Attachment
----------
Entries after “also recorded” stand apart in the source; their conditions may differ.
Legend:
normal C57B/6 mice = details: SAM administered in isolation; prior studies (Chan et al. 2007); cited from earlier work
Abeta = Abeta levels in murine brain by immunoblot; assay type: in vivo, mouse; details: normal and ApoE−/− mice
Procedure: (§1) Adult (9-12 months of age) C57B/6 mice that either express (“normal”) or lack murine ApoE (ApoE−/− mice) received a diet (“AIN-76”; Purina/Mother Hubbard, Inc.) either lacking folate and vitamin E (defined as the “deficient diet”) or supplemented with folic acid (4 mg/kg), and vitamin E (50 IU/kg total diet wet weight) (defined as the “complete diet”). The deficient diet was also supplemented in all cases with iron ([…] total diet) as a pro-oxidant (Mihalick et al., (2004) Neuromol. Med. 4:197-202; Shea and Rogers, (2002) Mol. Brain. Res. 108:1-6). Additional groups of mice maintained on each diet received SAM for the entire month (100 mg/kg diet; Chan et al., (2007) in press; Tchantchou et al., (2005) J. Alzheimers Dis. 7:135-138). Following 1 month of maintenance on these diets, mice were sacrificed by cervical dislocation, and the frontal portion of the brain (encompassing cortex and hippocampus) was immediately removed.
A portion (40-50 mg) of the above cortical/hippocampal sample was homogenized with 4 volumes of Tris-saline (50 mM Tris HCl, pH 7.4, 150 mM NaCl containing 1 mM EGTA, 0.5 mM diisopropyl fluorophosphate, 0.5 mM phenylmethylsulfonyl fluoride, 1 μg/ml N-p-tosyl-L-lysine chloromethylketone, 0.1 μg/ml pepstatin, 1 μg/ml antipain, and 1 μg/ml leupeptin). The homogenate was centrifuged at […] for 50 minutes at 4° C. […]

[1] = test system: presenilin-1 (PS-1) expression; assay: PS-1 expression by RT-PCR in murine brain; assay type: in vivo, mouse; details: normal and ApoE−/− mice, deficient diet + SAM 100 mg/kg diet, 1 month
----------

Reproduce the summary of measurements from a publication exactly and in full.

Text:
Entries after “also recorded” stand apart in the source; their conditions may differ.
Legend:
normal C57B/6 mice = details: SAM administered in isolation; prior studies (Chan et al. 2007); cited from earlier work
Abeta = Abeta levels in murine brain by immunoblot; assay type: in vivo, mouse; details: normal and ApoE−/− mice
Procedure: (§1) Adult (9-12 months of age) C57B/6 mice that either express (“normal”) or lack murine ApoE (ApoE−/− mice) received a diet (“AIN-76”; Purina/Mother Hubbard, Inc.) either lacking folate and vitamin E (defined as the “deficient diet”) or supplemented with folic acid (4 mg/kg), and vitamin E (50 IU/kg total diet wet weight) (defined as the “complete diet”). The deficient diet was also supplemented in all cases with iron ([…] total diet) as a pro-oxidant (Mihalick et al., (2004) Neuromol. Med. 4:197-202; Shea and Rogers, (2002) Mol. Brain. Res. 108:1-6). Additional groups of mice maintained on each diet received SAM for the entire month (100 mg/kg diet; Chan et al., (2007) in press; Tchantchou et al., (2005) J. Alzheimers Dis. 7:135-138). Following 1 month of maintenance on these diets, mice were sacrificed by cervical dislocation, and the frontal portion of the brain (encompassing cortex and hippocampus) was immediately removed.
A portion (40-50 mg) of the above cortical/hippocampal sample was homogenized with 4 volumes of Tris-saline (50 mM Tris HCl, pH 7.4, 150 mM NaCl containing 1 mM EGTA, 0.5 mM diisopropyl fluorophosphate, 0.5 mM phenylmethylsulfonyl fluoride, 1 μg/ml N-p-tosyl-L-lysine chloromethylketone, 0.1 μg/ml pepstatin, 1 μg/ml antipain, and 1 μg/ml leupeptin). The homogenate was centrifuged at […] for 50 minutes at 4° C. […]

[1] = test system: presenilin-1 (PS-1) expression; assay: PS-1 expression by RT-PCR in murine brain; assay type: in vivo, mouse; details: normal and ApoE−/− mice, deficient diet + SAM 100 mg/kg diet, 1 month